Even after reading your explanation of Graham's motivation, I don't get why he's compelled to investigate. It needs something. Maybe he's a Dr. Quincy-type medical investigator by training and nature, with a history of terrier-like tenacity. Maybe there's some personal reason. Maybe before dropping dead, Fareed dropped some hints. Maybe the fate of the world is at stake, or maybe Graham is outraged by the uncaring physician because this triggers something in Graham's psyche. Something.
As somebody's comment suggested, "what about 911?" Well, the MC's prevented from calling for outside help by the casino folks. Which leads him to dig into what's going on.
I'm with phoenix and pulp. I still don't buy it. Even though many casinos jam cell phone signals (or used to). Is he also prevented from leaving the casino? Do they throw him into a back room?
An ER doc I know was explaining the liability of being a good Samaritan with a medical license. If you help someone, you take on the liability of the person as your patient (might vary from state to state). While all the doctors I know do have people's health foremost in their minds, not a one would sneak into the back of a casino, actively walking into a dangerous situation, to try to help a stranger that is already under another doctor's care.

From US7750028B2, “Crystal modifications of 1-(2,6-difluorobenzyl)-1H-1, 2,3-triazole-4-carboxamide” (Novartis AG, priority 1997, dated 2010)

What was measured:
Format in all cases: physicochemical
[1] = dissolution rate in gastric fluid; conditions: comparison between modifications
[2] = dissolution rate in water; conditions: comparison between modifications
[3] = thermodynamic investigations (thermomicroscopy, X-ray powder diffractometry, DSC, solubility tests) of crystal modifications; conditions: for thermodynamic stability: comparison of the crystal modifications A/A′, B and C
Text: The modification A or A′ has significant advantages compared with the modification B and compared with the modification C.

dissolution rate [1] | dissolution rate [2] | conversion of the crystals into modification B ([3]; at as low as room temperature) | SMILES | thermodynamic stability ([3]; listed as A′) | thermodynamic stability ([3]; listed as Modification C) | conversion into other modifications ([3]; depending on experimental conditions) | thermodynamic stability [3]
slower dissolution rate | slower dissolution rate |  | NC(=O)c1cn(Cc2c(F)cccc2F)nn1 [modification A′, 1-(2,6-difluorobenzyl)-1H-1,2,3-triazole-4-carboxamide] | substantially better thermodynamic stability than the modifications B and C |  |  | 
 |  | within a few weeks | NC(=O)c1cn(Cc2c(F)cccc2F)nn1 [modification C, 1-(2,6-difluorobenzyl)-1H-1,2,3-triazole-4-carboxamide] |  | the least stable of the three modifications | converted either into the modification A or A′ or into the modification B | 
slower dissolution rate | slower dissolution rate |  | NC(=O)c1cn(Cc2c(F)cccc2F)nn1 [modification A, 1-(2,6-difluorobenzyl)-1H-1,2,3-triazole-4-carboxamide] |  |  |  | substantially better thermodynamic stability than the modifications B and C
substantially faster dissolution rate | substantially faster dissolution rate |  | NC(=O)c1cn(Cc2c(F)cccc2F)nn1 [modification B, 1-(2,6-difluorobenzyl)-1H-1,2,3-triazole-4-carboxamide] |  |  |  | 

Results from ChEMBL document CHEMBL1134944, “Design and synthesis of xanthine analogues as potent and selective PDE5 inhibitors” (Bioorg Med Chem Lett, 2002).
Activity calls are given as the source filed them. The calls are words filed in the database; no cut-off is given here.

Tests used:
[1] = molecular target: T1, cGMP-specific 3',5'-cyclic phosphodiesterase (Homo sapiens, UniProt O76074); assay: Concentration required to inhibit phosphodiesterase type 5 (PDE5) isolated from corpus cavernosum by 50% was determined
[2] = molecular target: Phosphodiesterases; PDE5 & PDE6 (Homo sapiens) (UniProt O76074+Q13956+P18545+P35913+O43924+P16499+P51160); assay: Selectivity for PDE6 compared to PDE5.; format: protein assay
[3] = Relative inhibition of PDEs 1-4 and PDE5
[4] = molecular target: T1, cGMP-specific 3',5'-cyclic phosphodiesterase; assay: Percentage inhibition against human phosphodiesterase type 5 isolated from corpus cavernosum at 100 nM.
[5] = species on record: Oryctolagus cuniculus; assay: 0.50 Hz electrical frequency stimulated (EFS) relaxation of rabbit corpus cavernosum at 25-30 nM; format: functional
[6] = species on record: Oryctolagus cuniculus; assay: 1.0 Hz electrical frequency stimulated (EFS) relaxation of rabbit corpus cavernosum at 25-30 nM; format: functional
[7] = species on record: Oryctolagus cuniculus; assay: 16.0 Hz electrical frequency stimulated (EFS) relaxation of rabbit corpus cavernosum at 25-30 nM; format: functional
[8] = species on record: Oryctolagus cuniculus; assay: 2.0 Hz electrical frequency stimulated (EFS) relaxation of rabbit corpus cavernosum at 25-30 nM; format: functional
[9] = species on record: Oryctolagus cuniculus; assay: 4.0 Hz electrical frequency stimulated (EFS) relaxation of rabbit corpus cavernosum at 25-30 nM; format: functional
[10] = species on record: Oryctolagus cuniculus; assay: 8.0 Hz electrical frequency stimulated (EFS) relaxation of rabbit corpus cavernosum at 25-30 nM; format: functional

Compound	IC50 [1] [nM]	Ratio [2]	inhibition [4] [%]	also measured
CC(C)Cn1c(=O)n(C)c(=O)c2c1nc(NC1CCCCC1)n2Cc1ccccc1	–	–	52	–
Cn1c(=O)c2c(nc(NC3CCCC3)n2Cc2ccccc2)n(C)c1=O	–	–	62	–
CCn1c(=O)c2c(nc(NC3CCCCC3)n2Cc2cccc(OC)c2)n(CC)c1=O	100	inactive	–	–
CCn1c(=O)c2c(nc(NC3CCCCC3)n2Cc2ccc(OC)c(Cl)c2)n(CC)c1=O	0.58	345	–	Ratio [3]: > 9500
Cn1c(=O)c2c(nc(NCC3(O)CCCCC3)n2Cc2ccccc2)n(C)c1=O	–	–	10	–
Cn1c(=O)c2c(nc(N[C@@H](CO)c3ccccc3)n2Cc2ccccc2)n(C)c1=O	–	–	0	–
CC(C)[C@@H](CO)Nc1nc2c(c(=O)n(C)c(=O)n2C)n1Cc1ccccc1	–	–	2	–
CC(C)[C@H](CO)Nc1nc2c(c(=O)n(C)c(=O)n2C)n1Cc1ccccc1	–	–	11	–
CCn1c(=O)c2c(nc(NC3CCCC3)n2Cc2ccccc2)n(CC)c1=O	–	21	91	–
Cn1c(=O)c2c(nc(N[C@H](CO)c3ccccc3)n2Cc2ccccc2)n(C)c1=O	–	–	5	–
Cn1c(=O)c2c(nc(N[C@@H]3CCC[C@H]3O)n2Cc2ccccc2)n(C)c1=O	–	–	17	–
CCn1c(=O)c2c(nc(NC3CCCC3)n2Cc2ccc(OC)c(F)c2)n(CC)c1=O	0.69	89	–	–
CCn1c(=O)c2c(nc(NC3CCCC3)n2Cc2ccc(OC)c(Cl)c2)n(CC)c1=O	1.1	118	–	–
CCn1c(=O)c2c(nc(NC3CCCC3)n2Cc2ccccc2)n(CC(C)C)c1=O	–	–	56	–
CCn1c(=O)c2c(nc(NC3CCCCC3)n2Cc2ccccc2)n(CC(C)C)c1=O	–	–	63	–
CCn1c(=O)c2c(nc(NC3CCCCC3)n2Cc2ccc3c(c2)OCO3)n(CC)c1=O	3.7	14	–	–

MUCH more believable would be for the MC to shrug his shoulders, walk out of the casino, and call a colleague he knows at the conference:
"Hey, Larry, strange thing happened here at The Stone. This guy was flopping around like a fish, and the casino doctor didn't seem too worried."
"The Stone? You dog, you're playing hookey."
"So sue me. Anyway, this guy looked really bad."
"Probably allergic to something. You think?"
"I don't think so... he had all these pinprick brui--"
"Yeah, yeah. Hey, I saw Danielle in one of the lectures. She was looking for you."
"... oh, yeah?"
"Remember that conference in Chicago?"
"... oh, yeah!"
"So the four of us are going out tonight."
"Unless you're planning on sneaking into the back of the casino to investigate that fish guy."
You're rocking tonight, pjd! *giggle*